Windhoek Ophthalmologist Helps Save Young Cheetah’s Eye

  • by CCF Staff January 23, 2015


Dr. Laurie Marker, or (+264) (0)67 306225 or (+264) (0)811247887

Windhoek Ophthalmologist Helps Save Young Cheetah’s Eye

OTJIWARONGO, Namibia (23 Jan. 2015) – Dr. Léart Petrick, a Windhoek eye specialist with a practise focused on serving humans, recently travelled to Cheetah Conservation Fund (CCF) to perform an operation on a different kind of patient. Khayjay, a four-and-a-half-year-old cheetah that has lived at CCF since he was three weeks of age, successfully underwent a 45-minute surgery to address a chronic, debilitating eye problem.

“Khayjay’s left eye was creating excessive amounts of discharge, causing him discomfort and interfering with his vision”, said CCF veterinarian Dr. Mari-Ann DaSilva. “When Khayjay was not responding to our initial treatment protocol, we decided to examine him thoroughly under anaesthesia”.

Dr. Da Silva consulted with Dr. Petrick, who agreed that surgery was the best option. The operation was performed at CCF on 6 January, with Dr. Petrick bringing his own special ophthalmology tools. Dr. Petrick has practised in Windhoek for approximately 10 years and occasionally makes his services available to assist veterinarians with domestic animals. Khayjay’s surgery marks the first time he has operated on a cheetah.

“Khayjay’s problem is the result of long-term inflammation, and the procedure I performed is fairly simple”, said Dr. Petrick. “Khayjay seemed to respond well to the surgery. We anticipate he will make a quick recovery and have full use of the eye”.

During the surgery, Khayjay’s third eyelid was sutured shut to act as a natural bandage. It will remain closed for a few weeks to allow the eye to heal. Eye ointment is being applied five times a day. “The sutures are absorbable and will dissolve on their own. At that time, his eye should be well into the healing process and function normally”, said Dr. Da Silva.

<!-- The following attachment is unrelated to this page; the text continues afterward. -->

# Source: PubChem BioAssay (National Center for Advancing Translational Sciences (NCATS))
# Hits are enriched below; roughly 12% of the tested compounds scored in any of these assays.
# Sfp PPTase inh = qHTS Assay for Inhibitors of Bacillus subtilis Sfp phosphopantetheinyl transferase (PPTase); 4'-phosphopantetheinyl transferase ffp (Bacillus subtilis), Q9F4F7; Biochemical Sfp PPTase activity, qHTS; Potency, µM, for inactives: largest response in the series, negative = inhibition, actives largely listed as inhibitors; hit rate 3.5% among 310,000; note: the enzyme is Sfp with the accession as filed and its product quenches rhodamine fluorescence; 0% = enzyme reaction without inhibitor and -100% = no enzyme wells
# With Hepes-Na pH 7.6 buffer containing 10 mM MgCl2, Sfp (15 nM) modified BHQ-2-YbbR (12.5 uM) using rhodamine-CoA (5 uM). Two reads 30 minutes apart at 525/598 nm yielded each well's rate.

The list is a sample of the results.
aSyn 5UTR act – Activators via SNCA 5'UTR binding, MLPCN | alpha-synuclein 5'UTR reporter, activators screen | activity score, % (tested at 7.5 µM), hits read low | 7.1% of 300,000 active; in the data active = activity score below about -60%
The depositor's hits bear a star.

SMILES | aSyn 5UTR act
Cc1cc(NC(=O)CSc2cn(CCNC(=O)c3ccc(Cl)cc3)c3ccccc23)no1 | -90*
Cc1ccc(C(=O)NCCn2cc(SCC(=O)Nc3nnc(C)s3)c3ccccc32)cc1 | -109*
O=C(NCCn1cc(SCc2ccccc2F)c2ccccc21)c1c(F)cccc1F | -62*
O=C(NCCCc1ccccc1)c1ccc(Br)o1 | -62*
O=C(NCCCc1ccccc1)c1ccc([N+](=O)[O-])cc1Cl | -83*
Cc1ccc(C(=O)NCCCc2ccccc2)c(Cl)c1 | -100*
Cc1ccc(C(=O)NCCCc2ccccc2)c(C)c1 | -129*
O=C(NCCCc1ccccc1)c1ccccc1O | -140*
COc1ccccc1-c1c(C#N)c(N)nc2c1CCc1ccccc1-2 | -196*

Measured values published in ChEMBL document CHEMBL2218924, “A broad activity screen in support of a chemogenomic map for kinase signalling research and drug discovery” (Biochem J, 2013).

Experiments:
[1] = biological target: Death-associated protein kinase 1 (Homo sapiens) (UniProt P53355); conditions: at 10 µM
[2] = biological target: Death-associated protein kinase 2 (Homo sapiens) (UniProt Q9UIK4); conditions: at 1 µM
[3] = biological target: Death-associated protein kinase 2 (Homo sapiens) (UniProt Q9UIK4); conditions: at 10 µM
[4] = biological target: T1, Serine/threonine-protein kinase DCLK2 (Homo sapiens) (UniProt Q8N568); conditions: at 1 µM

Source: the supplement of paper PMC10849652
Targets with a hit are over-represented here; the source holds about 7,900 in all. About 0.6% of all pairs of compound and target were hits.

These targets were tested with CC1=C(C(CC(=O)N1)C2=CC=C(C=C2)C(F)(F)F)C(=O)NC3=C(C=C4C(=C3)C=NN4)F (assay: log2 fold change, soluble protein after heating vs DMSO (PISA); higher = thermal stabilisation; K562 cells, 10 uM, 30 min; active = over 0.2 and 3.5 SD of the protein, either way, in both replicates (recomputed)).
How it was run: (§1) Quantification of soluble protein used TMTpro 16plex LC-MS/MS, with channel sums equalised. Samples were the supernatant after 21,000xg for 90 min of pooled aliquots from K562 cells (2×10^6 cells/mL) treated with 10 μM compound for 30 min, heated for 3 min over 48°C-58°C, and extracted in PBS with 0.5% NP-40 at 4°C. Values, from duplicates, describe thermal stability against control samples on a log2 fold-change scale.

““We are so pleased to have a resource like Dr. Petrick in the community who is willing to step outside of his normal practise and donate his services to help us with one of our orphan cheetahs”, said Dr. Laurie Marker, Founder and Executive Director of CCF. “We don’t have many veterinarian specialists in the country, so having an interested human specialist is wonderful. Having healthy eyes and clear vision is just as important to cheetahs as it is for people.”


Cheetah Conservation Fund
The Cheetah Conservation Fund (CCF) is the global leader in research and conservation of cheetahs. CCF is a Namibian non-profit trust dedicated to saving the cheetah in the wild. CCF believes that understanding the cheetah’s biology, ecology and interactions with people is essential to conserve the cheetah in the wild. The strategy is a three-pronged process of research, conservation and education, beginning with long-term studies to understand and monitor the factors affecting the cheetah’s survival. Results are used to develop conservation policies and programs. CCF works with local, national and international communities to raise awareness, communicate and educate.

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